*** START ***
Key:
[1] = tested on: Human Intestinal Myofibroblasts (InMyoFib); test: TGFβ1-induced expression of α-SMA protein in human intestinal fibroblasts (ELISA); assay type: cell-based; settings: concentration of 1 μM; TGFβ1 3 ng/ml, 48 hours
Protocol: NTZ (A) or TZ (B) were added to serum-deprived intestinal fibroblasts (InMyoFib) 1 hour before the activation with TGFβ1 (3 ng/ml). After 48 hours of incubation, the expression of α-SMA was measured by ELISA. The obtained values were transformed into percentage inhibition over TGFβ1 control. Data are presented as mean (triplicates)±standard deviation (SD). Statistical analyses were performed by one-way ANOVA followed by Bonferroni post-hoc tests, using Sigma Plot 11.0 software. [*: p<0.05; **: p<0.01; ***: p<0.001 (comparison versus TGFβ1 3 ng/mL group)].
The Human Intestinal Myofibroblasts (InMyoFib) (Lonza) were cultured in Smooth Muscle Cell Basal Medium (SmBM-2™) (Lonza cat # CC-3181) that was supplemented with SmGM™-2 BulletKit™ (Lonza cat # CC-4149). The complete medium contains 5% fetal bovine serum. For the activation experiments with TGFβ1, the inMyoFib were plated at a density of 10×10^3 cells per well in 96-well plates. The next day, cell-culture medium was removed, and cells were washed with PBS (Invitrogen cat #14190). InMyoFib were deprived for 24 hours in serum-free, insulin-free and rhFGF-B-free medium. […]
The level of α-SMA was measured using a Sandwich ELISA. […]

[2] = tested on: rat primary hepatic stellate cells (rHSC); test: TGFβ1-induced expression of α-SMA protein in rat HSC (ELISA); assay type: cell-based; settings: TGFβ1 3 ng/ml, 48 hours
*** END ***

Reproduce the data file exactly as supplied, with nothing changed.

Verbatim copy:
Key:
[1] = tested on: Human Intestinal Myofibroblasts (InMyoFib); test: TGFβ1-induced expression of α-SMA protein in human intestinal fibroblasts (ELISA); assay type: cell-based; settings: concentration of 1 μM; TGFβ1 3 ng/ml, 48 hours
Protocol: NTZ (A) or TZ (B) were added to serum-deprived intestinal fibroblasts (InMyoFib) 1 hour before the activation with TGFβ1 (3 ng/ml). After 48 hours of incubation, the expression of α-SMA was measured by ELISA. The obtained values were transformed into percentage inhibition over TGFβ1 control. Data are presented as mean (triplicates)±standard deviation (SD). Statistical analyses were performed by one-way ANOVA followed by Bonferroni post-hoc tests, using Sigma Plot 11.0 software. [*: p<0.05; **: p<0.01; ***: p<0.001 (comparison versus TGFβ1 3 ng/mL group)].
The Human Intestinal Myofibroblasts (InMyoFib) (Lonza) were cultured in Smooth Muscle Cell Basal Medium (SmBM-2™) (Lonza cat # CC-3181) that was supplemented with SmGM™-2 BulletKit™ (Lonza cat # CC-4149). The complete medium contains 5% fetal bovine serum. For the activation experiments with TGFβ1, the inMyoFib were plated at a density of 10×10^3 cells per well in 96-well plates. The next day, cell-culture medium was removed, and cells were washed with PBS (Invitrogen cat #14190). InMyoFib were deprived for 24 hours in serum-free, insulin-free and rhFGF-B-free medium. […]
The level of α-SMA was measured using a Sandwich ELISA. […]

[2] = tested on: rat primary hepatic stellate cells (rHSC); test: TGFβ1-induced expression of α-SMA protein in rat HSC (ELISA); assay type: cell-based; settings: TGFβ1 3 ng/ml, 48 hours